Solubility losses apply to systems treating liquid hydrocarbon streams with an amine solvent. Depending on the temperature, pressure, and concentration of the amine, there is an equilibrium solubility in the hydrocarbon phase. The dissolved amine will be carried past the tower with treated hydrocarbon liquids. Adjusting the operating temperature and pressure of the liquid treater is typically not feasible, as these parameters are maintained within a range that ensures the hydrocarbon phase remains liquid.
The parameter that can be adjusted to reduce solubility losses is concentration. Figure 3 shows that solubility of MDEA in hydrocarbons increased rapidly when operating above a 40 wt% concentration. For this reason, operating liquid treaters with an amine concentration greater than 40 wt% is not recommended. In general, when rich loading and treating requirements are not a concern, reducing concentration can help reduce solubility losses in liquid treaters.1
An important piece of equipment for minimising solvent losses in liquid treaters is a downstream water wash system to recover any dissolved amine. While some solubility losses will occur in all systems, a downstream water wash provides an efficient recovery method to minimise these losses and remove amine from the treated natural gas liquid (NGL).1 Liquid-liquid coalescers are also effective at recovering dissolved amine when water is not available or too costly, but it is important to ensure sufficient residence time in the coalescer. Figure 4 shows a troubleshooting decision making tree for minimising solubility losses in liquid treaters.
Entrainment (gas processing)
Entrainment refers to the physical carry-over of the liquid amine solvent with the treated gas or acid gas streams. Entrainment covers a range of scenarios, from a light mist or spray to a severe foaming upset resulting in bulk liquid carry-over. Entrainment in gas processing systems can be classified as gas in liquid dispersion and liquid in gas dispersion.1
Entrainment resulting from liquid in gas dispersion accounts for most of the amine losses in a typical amine system and is typically 0.5 lb/MMSCF (4 × 10-5 kg/Nm3) in a properly designed absorber. Liquid in gas dispersion is often the result of operating an amine contactor above design gas rates or below design operating pressure. Operating under these conditions can result in the formation of small amine droplets that are lifted overhead by the upward pressure of the gas. The best way to minimise entrainment is to ensure that amine absorbers are designed and operated at <80% of their flooding velocities and have a properly sized sweet gas knock-out drum to recover any entrained amine.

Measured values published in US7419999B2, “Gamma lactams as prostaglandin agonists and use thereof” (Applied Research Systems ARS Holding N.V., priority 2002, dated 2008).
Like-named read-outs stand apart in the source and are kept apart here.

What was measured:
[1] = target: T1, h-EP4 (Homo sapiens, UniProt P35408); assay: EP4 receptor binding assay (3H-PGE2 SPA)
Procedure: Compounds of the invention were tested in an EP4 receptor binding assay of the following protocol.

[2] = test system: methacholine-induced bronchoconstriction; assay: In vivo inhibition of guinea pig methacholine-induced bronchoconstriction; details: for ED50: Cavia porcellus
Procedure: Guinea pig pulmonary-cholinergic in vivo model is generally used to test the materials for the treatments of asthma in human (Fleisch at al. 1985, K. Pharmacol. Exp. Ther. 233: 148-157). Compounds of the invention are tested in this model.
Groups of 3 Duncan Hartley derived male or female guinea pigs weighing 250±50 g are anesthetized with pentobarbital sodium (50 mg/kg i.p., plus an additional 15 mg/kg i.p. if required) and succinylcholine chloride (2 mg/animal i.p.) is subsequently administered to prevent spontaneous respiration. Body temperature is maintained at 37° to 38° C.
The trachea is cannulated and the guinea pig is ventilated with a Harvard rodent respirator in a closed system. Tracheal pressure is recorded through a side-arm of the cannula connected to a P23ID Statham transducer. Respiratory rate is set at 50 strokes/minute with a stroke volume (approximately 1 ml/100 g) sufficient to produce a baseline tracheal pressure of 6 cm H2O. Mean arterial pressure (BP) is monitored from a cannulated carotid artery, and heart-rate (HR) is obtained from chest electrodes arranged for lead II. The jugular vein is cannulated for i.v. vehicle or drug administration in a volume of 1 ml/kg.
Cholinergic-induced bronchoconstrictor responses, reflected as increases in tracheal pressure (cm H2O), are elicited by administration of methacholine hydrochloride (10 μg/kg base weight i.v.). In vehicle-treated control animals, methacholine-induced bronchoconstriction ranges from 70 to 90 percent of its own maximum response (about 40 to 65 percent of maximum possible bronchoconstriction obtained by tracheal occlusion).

The other type of entrainment that is common in amine systems is gas in liquid dispersion, or foaming. Table 1 provides a list of common foaming agents and sources. Foaming upsets will typically increase liquid hold-up in the contactor until the foam carries overhead with the treated gas. A treated gas after-scrubber is recommended for all amine systems to recover amine carry-over resulting from foaming upsets and other forms of entrainment.1
Normally, captured liquid carry- over from the contactor that collects in the after-scrubber is reintroduced into the amine circuit via the flash drum. However, caution should be taken when reintroducing this material to the system during a foaming upset. The surfactant responsible for the initial foaming incident will likely be captured in the after-scrubber liquids. Reintroducing the material to the system without filtering through mechanical and carbon filters to remove the foam initiator may prolong the occurrence of foaming. Figure 5 shows a troubleshooting tree for identifying and correcting the causes of entrainment losses in amine systems.